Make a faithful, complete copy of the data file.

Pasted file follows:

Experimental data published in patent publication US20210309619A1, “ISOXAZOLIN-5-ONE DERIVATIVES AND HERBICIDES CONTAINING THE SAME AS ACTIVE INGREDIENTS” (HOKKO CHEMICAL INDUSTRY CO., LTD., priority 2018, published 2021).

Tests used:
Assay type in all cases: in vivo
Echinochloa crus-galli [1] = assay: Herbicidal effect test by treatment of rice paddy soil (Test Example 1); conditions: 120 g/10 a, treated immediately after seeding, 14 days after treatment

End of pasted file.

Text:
Experimental data published in patent publication US20210309619A1, “ISOXAZOLIN-5-ONE DERIVATIVES AND HERBICIDES CONTAINING THE SAME AS ACTIVE INGREDIENTS” (HOKKO CHEMICAL INDUSTRY CO., LTD., priority 2018, published 2021).

Tests used:
Assay type in all cases: in vivo
Echinochloa crus-galli [1] = assay: Herbicidal effect test by treatment of rice paddy soil (Test Example 1); conditions: 120 g/10 a, treated immediately after seeding, 14 days after treatment